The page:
A surprising 45 percent of homeowners use an automatic garage door as the primary means of entering their home. For that reason, automatic garage door openers not only rank among the most convenient home appliances but also the most heavily used. Yet despite the ubiquity of automatic garage door openers, many homeowners fail to understand how these systems work.
Unfortunately, that lack of knowledge can make it hard to diagnose problems as they occur. If you would like to improve your understanding of your garage door and help keep repair costs to a minimum, keep reading. This article takes a closer look at three key components necessary for keeping your garage door functioning smoothly.
Contrary to most people’s understanding, the majority of the power used to open and close a garage door does not come from the overhead motor. Instead, the motor simply supplies a small amount of power necessary to engage movement. The bulk of the lifting power actually comes from your garage door springs.
A garage door may utilize one of two types of springs: extension or torsion springs. Older systems commonly used extension springs, which generate force by expanding and contracting. Torsion springs, by contrast, generate force through a twisting motion. Torsion springs offer key advantages in terms of life span and safety, making them the most popular choice for newer garage door systems.
You can easily determine which type of spring your door uses by a quick visual inspection. If your springs mount horizontally on either side of the door, you have extension springs. Torsion springs, by contrast, wrap around a bar mounted above the top of the garage door frame.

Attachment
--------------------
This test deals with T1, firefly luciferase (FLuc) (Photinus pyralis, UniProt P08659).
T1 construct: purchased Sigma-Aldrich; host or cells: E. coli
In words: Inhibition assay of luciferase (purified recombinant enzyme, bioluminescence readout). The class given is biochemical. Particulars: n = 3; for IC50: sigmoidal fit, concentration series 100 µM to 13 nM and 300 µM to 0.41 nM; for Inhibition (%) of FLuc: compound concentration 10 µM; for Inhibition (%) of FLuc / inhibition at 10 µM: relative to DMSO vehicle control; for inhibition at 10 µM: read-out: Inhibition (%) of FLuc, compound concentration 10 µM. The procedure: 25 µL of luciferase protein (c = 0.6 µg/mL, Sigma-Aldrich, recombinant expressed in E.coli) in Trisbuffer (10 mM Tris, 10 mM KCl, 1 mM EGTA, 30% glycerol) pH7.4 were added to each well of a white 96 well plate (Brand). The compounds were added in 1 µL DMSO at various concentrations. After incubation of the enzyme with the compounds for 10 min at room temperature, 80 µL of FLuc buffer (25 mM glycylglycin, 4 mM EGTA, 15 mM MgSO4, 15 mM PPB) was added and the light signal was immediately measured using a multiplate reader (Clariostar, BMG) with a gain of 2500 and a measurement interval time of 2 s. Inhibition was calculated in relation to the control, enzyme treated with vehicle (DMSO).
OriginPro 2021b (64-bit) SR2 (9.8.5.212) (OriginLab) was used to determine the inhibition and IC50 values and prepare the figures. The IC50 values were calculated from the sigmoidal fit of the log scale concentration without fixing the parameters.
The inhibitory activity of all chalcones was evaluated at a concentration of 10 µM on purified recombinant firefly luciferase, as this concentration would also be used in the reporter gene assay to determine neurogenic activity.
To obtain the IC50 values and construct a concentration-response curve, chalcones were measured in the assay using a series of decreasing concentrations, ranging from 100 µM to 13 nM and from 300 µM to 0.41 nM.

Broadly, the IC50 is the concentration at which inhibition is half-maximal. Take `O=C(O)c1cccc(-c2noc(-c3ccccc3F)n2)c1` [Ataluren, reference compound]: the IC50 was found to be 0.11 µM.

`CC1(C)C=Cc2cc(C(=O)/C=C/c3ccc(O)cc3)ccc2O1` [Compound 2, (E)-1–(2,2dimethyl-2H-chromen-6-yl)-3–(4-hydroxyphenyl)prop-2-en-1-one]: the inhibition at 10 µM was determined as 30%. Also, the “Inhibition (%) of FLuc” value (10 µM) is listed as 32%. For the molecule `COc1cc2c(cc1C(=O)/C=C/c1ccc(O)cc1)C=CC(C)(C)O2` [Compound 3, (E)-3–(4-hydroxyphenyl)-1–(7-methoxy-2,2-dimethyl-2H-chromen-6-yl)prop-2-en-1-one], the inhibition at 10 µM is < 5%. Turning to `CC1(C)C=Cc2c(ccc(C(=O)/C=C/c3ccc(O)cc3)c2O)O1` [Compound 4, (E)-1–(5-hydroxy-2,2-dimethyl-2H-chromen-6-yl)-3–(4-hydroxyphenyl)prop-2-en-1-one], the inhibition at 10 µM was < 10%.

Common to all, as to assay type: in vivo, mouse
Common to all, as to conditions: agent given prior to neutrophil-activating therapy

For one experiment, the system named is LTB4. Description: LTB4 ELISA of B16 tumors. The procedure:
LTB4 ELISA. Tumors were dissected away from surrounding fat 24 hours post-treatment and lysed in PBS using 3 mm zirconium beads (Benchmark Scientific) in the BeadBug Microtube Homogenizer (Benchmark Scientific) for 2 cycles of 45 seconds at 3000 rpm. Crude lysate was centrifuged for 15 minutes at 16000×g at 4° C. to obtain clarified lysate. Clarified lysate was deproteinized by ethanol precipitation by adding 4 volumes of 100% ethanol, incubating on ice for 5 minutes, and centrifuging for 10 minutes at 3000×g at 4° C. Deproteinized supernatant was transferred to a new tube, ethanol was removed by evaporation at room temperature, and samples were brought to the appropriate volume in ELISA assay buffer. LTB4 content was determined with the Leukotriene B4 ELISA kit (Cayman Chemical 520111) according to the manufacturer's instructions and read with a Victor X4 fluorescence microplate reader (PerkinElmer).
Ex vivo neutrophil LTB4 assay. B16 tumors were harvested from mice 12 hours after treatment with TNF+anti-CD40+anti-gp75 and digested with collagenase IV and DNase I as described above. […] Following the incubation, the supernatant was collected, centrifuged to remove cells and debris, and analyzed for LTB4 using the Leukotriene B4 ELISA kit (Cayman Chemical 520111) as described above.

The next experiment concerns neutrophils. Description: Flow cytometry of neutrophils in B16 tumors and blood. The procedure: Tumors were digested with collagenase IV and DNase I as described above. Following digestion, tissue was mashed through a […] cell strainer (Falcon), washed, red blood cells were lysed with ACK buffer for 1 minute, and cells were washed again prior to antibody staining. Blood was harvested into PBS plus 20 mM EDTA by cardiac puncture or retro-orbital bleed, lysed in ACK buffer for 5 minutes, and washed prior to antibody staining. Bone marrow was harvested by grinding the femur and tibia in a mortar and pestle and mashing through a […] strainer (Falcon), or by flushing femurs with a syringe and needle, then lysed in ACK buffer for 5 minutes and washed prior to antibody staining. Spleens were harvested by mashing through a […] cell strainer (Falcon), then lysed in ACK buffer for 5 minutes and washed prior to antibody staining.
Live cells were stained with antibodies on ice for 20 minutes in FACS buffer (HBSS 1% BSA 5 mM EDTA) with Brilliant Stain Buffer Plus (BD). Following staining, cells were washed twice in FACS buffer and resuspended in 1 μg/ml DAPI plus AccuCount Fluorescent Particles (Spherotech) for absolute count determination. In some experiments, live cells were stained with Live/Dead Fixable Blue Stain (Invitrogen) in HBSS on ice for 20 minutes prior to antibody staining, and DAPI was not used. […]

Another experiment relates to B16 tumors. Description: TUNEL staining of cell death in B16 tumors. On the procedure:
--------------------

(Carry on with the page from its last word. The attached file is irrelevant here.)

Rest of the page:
Both types of garage door springs experience wear and tear as time goes on. Metal fatigue eventually causes a garage door spring to break. At that point, your door may cease to work. Alternatively, the door may only open a few inches. If you try to lift the door manually, it may seem unusually heavy. Contact a repair professional as soon as possible if you notice such symptoms.
The lifting force provided by the springs acts on the door by mean of the cables. Garage door cables consist of galvanized wires twisted together into fat strands. One end of each cable attaches to the bottom of your garage door. When the spring engages, its force causes the spring to contract, wrapping around a special roller drum.
Cables thus do the actual work of lifting the garage door. In systems with extension springs, cables serve a secondary purpose as well: securing the springs in case of breakage. Otherwise, the spring would fly through the air and could easily cause serious injury to anybody it happened to strike.
Every time your door opens or closes, the cables move. Over time, friction causes individual metal wires to break, leading to progressively more fraying. Cables may also develop corrosion as the result of moisture exposure where they attach to the bottom of the garage door. Eventually, a cable may fail entirely, making it difficult if not impossible to open and close the door.
- Tracks and Rollers
Although technically two different components, tracks and rollers work together to achieve a common goal: safely guiding the passage of your garage door upward. Metal tracks reside on either side of the door. Rollers attached to the door itself sit inside of the curved housing of the tracks.
In a well-maintained garage door system, the tracks and rollers ensure that the door enjoys freedom of movement with a minimum of friction. Over time, however, problems often impede smooth functioning. Tracks become dented or bent. Roller bearings may seize up or the plastic heads break.
A large number of components must work together to keep a garage door working smoothly. To learn more about how to keep your door in prime working order, please contact the garage experts at AAA Garage Door Inc.